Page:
in the air until it's supposed to be on the ground.
'You can also start automating an awful lots of jobs. Instead of phoning
up a call centre and getting a machine that says, "Type 1 for this and 2
for that and 3 for the other," if you had machine personalities you could
have any number of call staff, so you can be dealt with without ever
waiting in a queue at a call centre again.'
Pearson, from Whitehaven in Cumbria, collaborates on technology with some
developers and keeps a watching brief on advances around the world. He
concedes the need to debate the implications of progress. 'You need a
completely global debate. Whether we should be building machines as smart
as people is a really big one. Whether we should be allowed to modify
bacteria to assemble electronic circuitry and make themselves smart is
already being researched.
'We can already use DNA, for example, to make electronic circuits so it's
possible to think of a smart yoghurt some time after 2020 or 2025, where
the yoghurt has got a whole stack of electronics in every single
bacterium. You could have a conversation with your strawberry yogurt
before you eat it.'
In the shorter term, Pearson identifies the next phase of progress as
'ambient intelligence': chips with everything. He explained: 'For example,
if you have a pollen count sensor in your car you take some antihistamine
before you get out. Chips will come small enough that you can start
impregnating them into the skin. We're talking about video tattoos as
very, very thin sheets of polymer that you just literally stick on to the
skin and they stay there for several days. You could even build in
cellphones and connect it to the network, use it as a video phone and
download videos or receive emails.'
Philips, the electronics giant, is developing the world's first rollable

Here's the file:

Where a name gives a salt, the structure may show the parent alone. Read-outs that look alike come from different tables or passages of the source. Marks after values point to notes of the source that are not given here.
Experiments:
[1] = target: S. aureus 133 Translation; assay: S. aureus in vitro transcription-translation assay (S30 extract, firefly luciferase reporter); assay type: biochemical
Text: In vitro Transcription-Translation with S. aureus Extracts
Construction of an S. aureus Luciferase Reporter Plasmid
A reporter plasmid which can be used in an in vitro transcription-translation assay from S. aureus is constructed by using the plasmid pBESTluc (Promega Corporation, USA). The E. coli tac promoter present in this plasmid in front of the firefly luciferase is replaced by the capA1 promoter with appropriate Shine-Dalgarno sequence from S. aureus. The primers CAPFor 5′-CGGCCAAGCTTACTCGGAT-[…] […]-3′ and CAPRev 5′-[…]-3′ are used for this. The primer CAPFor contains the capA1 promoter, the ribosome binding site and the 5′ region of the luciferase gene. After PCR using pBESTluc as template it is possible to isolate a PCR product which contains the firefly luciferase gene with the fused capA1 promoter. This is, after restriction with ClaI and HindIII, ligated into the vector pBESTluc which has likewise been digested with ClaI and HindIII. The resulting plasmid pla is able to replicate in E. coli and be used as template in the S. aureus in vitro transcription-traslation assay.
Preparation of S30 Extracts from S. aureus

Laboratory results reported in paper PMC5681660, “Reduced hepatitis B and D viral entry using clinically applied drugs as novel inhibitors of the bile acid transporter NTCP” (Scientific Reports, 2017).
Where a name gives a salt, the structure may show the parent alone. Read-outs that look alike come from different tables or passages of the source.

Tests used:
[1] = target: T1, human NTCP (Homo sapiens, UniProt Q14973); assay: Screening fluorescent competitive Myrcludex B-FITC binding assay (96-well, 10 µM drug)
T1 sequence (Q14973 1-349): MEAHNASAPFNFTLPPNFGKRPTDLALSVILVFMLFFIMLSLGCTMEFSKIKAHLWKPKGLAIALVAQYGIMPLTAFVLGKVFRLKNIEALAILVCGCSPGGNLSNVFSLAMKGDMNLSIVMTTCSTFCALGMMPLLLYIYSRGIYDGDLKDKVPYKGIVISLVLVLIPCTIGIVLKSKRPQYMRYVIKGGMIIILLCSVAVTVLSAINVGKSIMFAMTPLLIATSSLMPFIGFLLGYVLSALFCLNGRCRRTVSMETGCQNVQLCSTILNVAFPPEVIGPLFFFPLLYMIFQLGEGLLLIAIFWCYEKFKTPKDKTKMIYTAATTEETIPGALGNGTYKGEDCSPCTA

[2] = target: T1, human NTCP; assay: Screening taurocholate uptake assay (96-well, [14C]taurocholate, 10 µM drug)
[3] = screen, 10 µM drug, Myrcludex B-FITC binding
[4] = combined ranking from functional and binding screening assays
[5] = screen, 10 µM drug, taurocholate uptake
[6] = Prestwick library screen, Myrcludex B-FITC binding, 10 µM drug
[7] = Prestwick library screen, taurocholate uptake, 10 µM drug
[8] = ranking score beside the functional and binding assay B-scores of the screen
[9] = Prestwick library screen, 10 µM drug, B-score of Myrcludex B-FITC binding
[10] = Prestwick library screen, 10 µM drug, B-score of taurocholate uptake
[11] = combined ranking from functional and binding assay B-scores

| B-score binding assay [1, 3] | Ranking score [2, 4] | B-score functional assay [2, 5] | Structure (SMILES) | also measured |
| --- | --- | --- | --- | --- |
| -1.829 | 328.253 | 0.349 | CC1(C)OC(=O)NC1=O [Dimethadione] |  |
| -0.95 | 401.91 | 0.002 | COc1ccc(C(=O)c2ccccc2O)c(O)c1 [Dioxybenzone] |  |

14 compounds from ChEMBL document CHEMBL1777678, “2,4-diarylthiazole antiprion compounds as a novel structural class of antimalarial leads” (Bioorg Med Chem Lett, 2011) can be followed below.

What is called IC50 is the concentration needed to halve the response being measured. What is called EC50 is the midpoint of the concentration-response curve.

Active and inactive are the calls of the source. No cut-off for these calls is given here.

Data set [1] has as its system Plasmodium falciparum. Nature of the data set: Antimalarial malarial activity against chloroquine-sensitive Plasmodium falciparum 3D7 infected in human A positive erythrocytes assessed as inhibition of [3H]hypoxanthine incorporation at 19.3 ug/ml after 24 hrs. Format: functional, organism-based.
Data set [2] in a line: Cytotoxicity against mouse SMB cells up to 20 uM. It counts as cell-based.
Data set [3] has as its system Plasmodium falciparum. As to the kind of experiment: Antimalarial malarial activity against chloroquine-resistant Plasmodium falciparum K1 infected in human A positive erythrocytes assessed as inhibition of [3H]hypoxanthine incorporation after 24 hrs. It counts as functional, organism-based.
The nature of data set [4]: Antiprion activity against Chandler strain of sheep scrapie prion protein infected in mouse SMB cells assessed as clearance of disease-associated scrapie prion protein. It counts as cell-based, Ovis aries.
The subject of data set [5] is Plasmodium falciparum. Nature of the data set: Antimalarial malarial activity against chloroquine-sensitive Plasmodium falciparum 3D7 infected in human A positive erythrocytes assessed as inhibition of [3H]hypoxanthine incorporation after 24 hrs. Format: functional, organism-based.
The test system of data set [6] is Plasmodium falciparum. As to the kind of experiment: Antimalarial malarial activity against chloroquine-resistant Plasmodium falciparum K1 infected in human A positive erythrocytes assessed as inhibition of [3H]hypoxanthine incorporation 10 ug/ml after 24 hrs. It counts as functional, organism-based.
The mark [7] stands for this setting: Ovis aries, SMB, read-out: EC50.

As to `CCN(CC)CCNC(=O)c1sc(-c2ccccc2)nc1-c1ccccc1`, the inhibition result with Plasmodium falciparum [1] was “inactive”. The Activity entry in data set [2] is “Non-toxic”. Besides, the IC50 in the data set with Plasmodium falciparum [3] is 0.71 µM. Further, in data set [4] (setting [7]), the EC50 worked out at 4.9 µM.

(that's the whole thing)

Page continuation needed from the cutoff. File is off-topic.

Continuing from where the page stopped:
display which is just a millimetre thick and has a 12.5cm screen which can
be wrapped around the arm. It expects to start production within two
The next age, he predicts, will be that of 'simplicity' in around
2013-2015. 'This is where the IT has actually become mature enough that
people will be able to drive it without having to go on a training course.
'Forget this notion that you have to have one single chip in the computer
which does everything. Why not just get a stack of little self-organising
chips in a box and they'll hook up and do it themselves. It won't be able
to get any viruses because most of the operating system will be stored in
hardware which the hackers can't write to. If your machine starts going
wrong, you just push a button and it's reset to the factory setting.'
Pearson's third age is 'virtual worlds' in around 2020. 'We will spend a
lot of time in virtual space, using high quality, 3D, immersive, computer
generated environments to socialise and do business in. When technology
gives you a life-size 3D image and the links to your nervous system allow
you to shake hands, it's like being in the other person's office. It's
impossible to believe that won't be the normal way of communicating.
Guardian Unlimited © Guardian Newspapers Limited 2005